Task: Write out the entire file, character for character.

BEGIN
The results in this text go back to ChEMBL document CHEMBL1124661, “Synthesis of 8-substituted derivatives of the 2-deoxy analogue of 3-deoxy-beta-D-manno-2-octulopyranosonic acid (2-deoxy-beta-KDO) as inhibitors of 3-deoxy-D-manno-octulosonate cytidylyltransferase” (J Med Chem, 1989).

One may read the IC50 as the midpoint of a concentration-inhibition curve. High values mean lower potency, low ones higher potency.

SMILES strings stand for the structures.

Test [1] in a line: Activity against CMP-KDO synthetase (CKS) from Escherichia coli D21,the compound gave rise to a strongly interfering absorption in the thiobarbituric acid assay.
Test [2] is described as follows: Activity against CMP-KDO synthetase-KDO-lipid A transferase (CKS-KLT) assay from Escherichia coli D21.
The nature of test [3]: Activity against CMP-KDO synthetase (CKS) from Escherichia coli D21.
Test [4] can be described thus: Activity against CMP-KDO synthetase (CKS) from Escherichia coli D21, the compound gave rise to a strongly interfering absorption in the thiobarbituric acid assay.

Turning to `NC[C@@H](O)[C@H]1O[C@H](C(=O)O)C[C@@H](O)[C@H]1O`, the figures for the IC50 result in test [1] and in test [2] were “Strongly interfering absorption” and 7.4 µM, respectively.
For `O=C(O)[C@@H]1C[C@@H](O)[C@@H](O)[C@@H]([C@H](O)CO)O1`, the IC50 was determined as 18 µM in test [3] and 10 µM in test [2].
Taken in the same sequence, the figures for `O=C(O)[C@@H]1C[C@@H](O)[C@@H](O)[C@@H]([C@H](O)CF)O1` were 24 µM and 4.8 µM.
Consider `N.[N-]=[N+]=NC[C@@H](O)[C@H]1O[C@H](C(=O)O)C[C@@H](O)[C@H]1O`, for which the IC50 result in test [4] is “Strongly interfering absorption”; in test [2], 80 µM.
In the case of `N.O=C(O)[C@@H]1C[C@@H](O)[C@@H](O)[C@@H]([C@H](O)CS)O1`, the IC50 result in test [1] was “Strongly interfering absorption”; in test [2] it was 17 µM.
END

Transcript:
The results in this text go back to ChEMBL document CHEMBL1124661, “Synthesis of 8-substituted derivatives of the 2-deoxy analogue of 3-deoxy-beta-D-manno-2-octulopyranosonic acid (2-deoxy-beta-KDO) as inhibitors of 3-deoxy-D-manno-octulosonate cytidylyltransferase” (J Med Chem, 1989).

One may read the IC50 as the midpoint of a concentration-inhibition curve. High values mean lower potency, low ones higher potency.

SMILES strings stand for the structures.

Test [1] in a line: Activity against CMP-KDO synthetase (CKS) from Escherichia coli D21,the compound gave rise to a strongly interfering absorption in the thiobarbituric acid assay.
Test [2] is described as follows: Activity against CMP-KDO synthetase-KDO-lipid A transferase (CKS-KLT) assay from Escherichia coli D21.
The nature of test [3]: Activity against CMP-KDO synthetase (CKS) from Escherichia coli D21.
Test [4] can be described thus: Activity against CMP-KDO synthetase (CKS) from Escherichia coli D21, the compound gave rise to a strongly interfering absorption in the thiobarbituric acid assay.

Turning to `NC[C@@H](O)[C@H]1O[C@H](C(=O)O)C[C@@H](O)[C@H]1O`, the figures for the IC50 result in test [1] and in test [2] were “Strongly interfering absorption” and 7.4 µM, respectively.
For `O=C(O)[C@@H]1C[C@@H](O)[C@@H](O)[C@@H]([C@H](O)CO)O1`, the IC50 was determined as 18 µM in test [3] and 10 µM in test [2].
Taken in the same sequence, the figures for `O=C(O)[C@@H]1C[C@@H](O)[C@@H](O)[C@@H]([C@H](O)CF)O1` were 24 µM and 4.8 µM.
Consider `N.[N-]=[N+]=NC[C@@H](O)[C@H]1O[C@H](C(=O)O)C[C@@H](O)[C@H]1O`, for which the IC50 result in test [4] is “Strongly interfering absorption”; in test [2], 80 µM.
In the case of `N.O=C(O)[C@@H]1C[C@@H](O)[C@@H](O)[C@@H]([C@H](O)CS)O1`, the IC50 result in test [1] was “Strongly interfering absorption”; in test [2] it was 17 µM.